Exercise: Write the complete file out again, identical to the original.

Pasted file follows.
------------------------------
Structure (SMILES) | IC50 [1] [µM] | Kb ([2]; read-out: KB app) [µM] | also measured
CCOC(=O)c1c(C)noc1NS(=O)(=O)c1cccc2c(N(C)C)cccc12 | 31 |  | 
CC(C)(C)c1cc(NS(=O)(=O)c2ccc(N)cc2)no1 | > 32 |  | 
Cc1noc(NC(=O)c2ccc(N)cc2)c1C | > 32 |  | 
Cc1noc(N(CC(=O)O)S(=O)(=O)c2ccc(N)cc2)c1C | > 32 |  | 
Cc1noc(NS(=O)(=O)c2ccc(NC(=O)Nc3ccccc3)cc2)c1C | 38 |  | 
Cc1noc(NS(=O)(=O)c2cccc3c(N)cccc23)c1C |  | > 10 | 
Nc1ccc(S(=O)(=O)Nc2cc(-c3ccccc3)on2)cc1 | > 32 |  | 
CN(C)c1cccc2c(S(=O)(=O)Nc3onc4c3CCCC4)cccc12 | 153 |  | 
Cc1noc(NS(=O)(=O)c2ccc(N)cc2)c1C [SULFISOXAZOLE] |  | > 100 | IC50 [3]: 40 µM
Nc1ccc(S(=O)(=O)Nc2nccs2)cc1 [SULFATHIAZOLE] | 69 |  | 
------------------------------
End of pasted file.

Structure (SMILES) | IC50 [1] [µM] | Kb ([2]; read-out: KB app) [µM] | also measured
CCOC(=O)c1c(C)noc1NS(=O)(=O)c1cccc2c(N(C)C)cccc12 | 31 |  | 
CC(C)(C)c1cc(NS(=O)(=O)c2ccc(N)cc2)no1 | > 32 |  | 
Cc1noc(NC(=O)c2ccc(N)cc2)c1C | > 32 |  | 
Cc1noc(N(CC(=O)O)S(=O)(=O)c2ccc(N)cc2)c1C | > 32 |  | 
Cc1noc(NS(=O)(=O)c2ccc(NC(=O)Nc3ccccc3)cc2)c1C | 38 |  | 
Cc1noc(NS(=O)(=O)c2cccc3c(N)cccc23)c1C |  | > 10 | 
Nc1ccc(S(=O)(=O)Nc2cc(-c3ccccc3)on2)cc1 | > 32 |  | 
CN(C)c1cccc2c(S(=O)(=O)Nc3onc4c3CCCC4)cccc12 | 153 |  | 
Cc1noc(NS(=O)(=O)c2ccc(N)cc2)c1C [SULFISOXAZOLE] |  | > 100 | IC50 [3]: 40 µM
Nc1ccc(S(=O)(=O)Nc2nccs2)cc1 [SULFATHIAZOLE] | 69 |  | 